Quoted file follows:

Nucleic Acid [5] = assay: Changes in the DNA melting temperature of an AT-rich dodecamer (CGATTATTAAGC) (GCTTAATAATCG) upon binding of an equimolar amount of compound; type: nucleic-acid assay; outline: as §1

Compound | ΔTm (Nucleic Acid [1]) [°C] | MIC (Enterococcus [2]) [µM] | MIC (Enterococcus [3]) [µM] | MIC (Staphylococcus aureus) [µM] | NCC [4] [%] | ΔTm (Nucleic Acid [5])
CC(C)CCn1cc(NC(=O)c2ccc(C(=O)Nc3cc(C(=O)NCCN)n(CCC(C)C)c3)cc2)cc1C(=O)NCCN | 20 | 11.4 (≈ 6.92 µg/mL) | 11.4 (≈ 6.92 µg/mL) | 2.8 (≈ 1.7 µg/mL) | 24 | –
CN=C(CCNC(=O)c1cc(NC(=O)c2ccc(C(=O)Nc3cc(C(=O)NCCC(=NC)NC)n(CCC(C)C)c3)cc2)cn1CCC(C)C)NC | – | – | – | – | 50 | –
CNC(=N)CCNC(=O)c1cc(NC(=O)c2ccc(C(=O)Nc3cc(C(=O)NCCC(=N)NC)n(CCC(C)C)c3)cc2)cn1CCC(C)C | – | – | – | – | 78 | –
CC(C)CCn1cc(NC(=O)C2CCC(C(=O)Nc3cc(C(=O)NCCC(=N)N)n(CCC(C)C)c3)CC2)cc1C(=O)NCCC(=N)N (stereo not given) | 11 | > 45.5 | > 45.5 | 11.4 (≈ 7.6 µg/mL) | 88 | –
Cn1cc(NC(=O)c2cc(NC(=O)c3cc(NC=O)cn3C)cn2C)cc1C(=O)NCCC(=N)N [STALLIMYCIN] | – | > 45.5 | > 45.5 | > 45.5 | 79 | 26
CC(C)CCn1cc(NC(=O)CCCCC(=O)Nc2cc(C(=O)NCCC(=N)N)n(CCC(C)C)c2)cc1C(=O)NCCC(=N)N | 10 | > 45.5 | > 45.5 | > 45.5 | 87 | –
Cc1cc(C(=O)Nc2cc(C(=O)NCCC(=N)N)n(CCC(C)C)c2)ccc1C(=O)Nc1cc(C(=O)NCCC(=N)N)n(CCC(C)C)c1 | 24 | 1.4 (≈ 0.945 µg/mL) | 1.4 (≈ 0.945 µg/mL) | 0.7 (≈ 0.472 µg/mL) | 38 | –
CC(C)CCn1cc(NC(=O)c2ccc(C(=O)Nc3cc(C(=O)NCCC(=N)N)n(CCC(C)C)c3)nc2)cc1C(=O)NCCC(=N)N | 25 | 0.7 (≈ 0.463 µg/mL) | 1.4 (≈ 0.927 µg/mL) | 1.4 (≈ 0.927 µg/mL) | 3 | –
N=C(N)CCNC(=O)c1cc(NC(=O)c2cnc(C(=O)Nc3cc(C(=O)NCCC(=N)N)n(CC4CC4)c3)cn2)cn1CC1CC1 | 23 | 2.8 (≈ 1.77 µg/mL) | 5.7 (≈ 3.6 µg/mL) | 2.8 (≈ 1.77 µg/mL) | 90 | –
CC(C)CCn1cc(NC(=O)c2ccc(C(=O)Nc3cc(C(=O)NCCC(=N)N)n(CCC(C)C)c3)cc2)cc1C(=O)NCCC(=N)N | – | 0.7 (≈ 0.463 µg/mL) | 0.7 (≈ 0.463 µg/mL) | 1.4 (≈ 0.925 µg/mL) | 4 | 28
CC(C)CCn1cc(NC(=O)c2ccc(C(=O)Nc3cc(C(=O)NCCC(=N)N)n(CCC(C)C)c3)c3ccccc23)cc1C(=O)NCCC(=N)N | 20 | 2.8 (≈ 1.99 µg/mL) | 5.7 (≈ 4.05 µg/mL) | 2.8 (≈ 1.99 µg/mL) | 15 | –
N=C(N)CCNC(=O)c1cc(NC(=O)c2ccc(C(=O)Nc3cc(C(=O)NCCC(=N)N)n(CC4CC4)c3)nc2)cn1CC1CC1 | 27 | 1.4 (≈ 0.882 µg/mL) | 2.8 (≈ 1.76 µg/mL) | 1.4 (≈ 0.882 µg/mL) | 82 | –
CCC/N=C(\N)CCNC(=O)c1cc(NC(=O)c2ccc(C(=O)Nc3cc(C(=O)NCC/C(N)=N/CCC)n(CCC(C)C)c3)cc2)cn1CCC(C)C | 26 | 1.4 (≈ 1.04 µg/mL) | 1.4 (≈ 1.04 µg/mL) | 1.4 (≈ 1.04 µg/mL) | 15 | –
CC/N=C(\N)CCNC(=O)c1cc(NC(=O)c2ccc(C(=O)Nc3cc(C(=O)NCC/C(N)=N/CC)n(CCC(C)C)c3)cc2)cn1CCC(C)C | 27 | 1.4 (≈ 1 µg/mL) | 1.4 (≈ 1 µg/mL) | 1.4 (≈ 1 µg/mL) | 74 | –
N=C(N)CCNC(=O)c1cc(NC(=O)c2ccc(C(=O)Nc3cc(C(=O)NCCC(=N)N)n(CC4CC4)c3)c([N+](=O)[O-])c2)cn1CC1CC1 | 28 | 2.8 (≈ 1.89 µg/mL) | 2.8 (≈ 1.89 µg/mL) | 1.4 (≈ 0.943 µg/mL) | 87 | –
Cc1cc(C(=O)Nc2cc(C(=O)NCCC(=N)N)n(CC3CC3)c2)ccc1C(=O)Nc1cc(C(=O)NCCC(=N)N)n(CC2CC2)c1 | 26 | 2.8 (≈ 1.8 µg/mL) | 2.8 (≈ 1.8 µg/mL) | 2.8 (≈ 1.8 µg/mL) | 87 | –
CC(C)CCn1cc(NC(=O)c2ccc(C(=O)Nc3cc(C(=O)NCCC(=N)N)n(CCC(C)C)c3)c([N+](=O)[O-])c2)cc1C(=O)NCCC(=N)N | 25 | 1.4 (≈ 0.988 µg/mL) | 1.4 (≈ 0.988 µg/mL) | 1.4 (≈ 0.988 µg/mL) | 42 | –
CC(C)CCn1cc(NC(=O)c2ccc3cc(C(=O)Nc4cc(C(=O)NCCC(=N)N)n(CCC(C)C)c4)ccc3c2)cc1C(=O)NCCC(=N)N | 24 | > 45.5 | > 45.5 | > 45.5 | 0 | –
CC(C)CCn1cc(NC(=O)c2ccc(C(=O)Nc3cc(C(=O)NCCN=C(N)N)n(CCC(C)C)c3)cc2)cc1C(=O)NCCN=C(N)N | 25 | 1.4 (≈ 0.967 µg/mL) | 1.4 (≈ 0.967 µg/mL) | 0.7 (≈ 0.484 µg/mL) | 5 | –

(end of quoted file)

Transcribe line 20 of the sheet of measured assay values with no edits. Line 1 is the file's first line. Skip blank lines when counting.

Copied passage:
CC(C)CCn1cc(NC(=O)c2ccc3cc(C(=O)Nc4cc(C(=O)NCCC(=N)N)n(CCC(C)C)c4)ccc3c2)cc1C(=O)NCCC(=N)N | 24 | > 45.5 | > 45.5 | > 45.5 | 0 | –